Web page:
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Game Theory: Expectation, Variance, and Underdog Strategies

What can statistics and game theory tell us about strategy for underdogs?


The offseason is upon us, and in the tradition of Heck's "Better Know A ..." series on Xs-and-Os strategy, I've decided to post some strategy articles of my own. But I'm much more of a math and statistics person than an Xs-and-Os guy, so these will be devoted to statistical analysis and game theory. (Yes, there will be math, though I'll try not to push into eyes-glaze-over territory. This one will probably be heavier on the math than the rest, if only because it's needed to set the stage.)

Let's start with the basics: expected value, variance, and standard deviation. Expected value (or expectation) is just a fancy way of saying "average" of a random variable. Variance is a measure of how wide the distribution of results is; specifically, if the expected value is M and x is the random variable, variance is the expected value of (M-x)^2. The standard deviation is the square root of the variance; standard deviation tends to be more directly useful (although both are used, depending on what you're doing with the numbers).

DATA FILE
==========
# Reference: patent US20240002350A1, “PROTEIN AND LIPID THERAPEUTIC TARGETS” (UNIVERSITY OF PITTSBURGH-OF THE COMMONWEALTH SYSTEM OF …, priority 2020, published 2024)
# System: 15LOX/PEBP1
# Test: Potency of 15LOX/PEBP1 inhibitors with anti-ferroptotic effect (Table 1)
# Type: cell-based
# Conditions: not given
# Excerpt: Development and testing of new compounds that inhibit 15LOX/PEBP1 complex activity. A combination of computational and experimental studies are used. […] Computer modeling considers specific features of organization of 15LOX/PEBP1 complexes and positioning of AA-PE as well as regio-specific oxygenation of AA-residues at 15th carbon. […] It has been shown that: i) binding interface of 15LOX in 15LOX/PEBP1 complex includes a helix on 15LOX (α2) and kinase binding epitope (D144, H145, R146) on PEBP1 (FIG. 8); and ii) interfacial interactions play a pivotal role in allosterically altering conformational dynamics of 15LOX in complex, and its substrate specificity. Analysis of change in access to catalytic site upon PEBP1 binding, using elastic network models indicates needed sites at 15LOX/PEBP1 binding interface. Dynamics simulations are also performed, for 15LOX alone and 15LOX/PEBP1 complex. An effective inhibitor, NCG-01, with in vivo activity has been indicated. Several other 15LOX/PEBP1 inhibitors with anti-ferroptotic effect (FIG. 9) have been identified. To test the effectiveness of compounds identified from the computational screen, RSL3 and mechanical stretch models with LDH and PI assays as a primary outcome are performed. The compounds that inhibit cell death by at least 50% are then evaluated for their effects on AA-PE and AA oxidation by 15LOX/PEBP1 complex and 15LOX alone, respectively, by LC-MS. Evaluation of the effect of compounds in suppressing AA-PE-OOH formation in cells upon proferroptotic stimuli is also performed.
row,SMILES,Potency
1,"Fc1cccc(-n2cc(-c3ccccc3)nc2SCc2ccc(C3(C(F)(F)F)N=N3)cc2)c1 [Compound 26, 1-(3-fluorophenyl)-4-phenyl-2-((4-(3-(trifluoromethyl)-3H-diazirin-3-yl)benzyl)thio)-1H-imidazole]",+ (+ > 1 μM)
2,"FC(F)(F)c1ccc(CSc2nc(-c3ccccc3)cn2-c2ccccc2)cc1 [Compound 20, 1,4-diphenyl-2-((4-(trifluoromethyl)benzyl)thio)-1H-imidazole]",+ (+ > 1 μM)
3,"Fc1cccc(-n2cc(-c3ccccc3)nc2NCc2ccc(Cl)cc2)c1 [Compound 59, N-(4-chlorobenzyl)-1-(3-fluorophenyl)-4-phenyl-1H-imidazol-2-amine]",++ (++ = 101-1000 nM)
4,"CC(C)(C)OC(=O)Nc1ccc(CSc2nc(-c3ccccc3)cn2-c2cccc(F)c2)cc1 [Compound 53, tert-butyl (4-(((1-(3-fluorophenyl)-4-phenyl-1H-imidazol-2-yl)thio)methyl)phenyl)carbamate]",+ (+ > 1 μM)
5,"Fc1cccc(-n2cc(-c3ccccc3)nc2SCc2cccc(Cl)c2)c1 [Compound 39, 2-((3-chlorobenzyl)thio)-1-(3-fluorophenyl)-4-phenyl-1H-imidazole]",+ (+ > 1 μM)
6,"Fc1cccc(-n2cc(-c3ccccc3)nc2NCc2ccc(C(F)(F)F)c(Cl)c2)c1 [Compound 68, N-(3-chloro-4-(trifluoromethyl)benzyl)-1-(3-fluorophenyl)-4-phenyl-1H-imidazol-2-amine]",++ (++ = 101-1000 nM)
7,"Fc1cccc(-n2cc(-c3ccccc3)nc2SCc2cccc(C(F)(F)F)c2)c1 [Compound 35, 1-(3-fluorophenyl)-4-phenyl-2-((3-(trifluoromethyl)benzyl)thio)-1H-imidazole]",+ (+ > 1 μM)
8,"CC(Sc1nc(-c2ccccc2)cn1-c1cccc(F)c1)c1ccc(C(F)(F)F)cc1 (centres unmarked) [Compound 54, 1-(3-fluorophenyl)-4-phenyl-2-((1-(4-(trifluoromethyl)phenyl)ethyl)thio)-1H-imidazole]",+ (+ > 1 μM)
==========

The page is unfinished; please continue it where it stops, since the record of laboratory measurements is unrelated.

Variance and expectation aren't enough to tell the whole story about a distribution: a theoretical seven-sided die and a random process that gives 3 80% of the time and 8 20% of the time both have the same mean (4) and variance (also 4), but obviously the distributions as a whole are quite different. This is where I let you in on one of the convenient little secrets of statistics: add together enough independent random variables with the same distribution, and no matter what the initial distribution looks like, the sum of those variables begins to approximate a normal distribution. Some initial distributions approach this faster than others, but (with some rare exceptions for really bizarre distributions) all of them eventually do. It's called the Central Limit Theorem, and it means that for large numbers of trials we don't have to care what the real distribution looks like. Add together N independent variables, each with mean M and variance V, and (for sufficiently large N) the sum will be approximately normally distributed with mean M*N and variance V*N.